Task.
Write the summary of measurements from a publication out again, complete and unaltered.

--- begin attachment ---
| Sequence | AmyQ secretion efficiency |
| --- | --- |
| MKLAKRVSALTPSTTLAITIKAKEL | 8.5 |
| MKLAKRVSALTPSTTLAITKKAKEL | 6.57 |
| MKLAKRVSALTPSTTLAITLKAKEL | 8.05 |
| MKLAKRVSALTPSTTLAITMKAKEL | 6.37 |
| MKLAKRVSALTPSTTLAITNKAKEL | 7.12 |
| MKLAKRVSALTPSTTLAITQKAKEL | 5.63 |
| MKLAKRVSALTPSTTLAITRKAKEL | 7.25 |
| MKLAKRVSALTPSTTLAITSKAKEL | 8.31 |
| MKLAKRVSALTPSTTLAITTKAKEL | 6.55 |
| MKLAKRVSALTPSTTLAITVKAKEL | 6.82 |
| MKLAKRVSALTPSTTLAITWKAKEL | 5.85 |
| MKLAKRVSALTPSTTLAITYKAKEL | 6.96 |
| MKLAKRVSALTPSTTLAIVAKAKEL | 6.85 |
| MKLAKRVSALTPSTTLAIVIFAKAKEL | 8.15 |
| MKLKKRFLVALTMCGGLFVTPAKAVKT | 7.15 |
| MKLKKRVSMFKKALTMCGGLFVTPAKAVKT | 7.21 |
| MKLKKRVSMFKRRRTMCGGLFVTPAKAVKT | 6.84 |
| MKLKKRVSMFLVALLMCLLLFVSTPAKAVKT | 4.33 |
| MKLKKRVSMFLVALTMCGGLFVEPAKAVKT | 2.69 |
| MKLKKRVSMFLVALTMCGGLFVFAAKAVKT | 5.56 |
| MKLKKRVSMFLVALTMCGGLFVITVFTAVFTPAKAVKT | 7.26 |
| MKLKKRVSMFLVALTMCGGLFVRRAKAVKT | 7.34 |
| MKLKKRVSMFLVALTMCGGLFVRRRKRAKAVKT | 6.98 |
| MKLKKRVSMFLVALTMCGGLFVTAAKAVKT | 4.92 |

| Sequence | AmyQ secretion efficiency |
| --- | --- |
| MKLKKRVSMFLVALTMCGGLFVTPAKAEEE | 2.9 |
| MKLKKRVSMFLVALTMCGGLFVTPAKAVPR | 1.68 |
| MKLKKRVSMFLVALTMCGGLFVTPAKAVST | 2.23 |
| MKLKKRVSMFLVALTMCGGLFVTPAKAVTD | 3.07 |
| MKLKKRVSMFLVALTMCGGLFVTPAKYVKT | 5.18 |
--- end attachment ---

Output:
| Sequence | AmyQ secretion efficiency |
| --- | --- |
| MKLAKRVSALTPSTTLAITIKAKEL | 8.5 |
| MKLAKRVSALTPSTTLAITKKAKEL | 6.57 |
| MKLAKRVSALTPSTTLAITLKAKEL | 8.05 |
| MKLAKRVSALTPSTTLAITMKAKEL | 6.37 |
| MKLAKRVSALTPSTTLAITNKAKEL | 7.12 |
| MKLAKRVSALTPSTTLAITQKAKEL | 5.63 |
| MKLAKRVSALTPSTTLAITRKAKEL | 7.25 |
| MKLAKRVSALTPSTTLAITSKAKEL | 8.31 |
| MKLAKRVSALTPSTTLAITTKAKEL | 6.55 |
| MKLAKRVSALTPSTTLAITVKAKEL | 6.82 |
| MKLAKRVSALTPSTTLAITWKAKEL | 5.85 |
| MKLAKRVSALTPSTTLAITYKAKEL | 6.96 |
| MKLAKRVSALTPSTTLAIVAKAKEL | 6.85 |
| MKLAKRVSALTPSTTLAIVIFAKAKEL | 8.15 |
| MKLKKRFLVALTMCGGLFVTPAKAVKT | 7.15 |
| MKLKKRVSMFKKALTMCGGLFVTPAKAVKT | 7.21 |
| MKLKKRVSMFKRRRTMCGGLFVTPAKAVKT | 6.84 |
| MKLKKRVSMFLVALLMCLLLFVSTPAKAVKT | 4.33 |
| MKLKKRVSMFLVALTMCGGLFVEPAKAVKT | 2.69 |
| MKLKKRVSMFLVALTMCGGLFVFAAKAVKT | 5.56 |
| MKLKKRVSMFLVALTMCGGLFVITVFTAVFTPAKAVKT | 7.26 |
| MKLKKRVSMFLVALTMCGGLFVRRAKAVKT | 7.34 |
| MKLKKRVSMFLVALTMCGGLFVRRRKRAKAVKT | 6.98 |
| MKLKKRVSMFLVALTMCGGLFVTAAKAVKT | 4.92 |

| Sequence | AmyQ secretion efficiency |
| --- | --- |
| MKLKKRVSMFLVALTMCGGLFVTPAKAEEE | 2.9 |
| MKLKKRVSMFLVALTMCGGLFVTPAKAVPR | 1.68 |
| MKLKKRVSMFLVALTMCGGLFVTPAKAVST | 2.23 |
| MKLKKRVSMFLVALTMCGGLFVTPAKAVTD | 3.07 |
| MKLKKRVSMFLVALTMCGGLFVTPAKYVKT | 5.18 |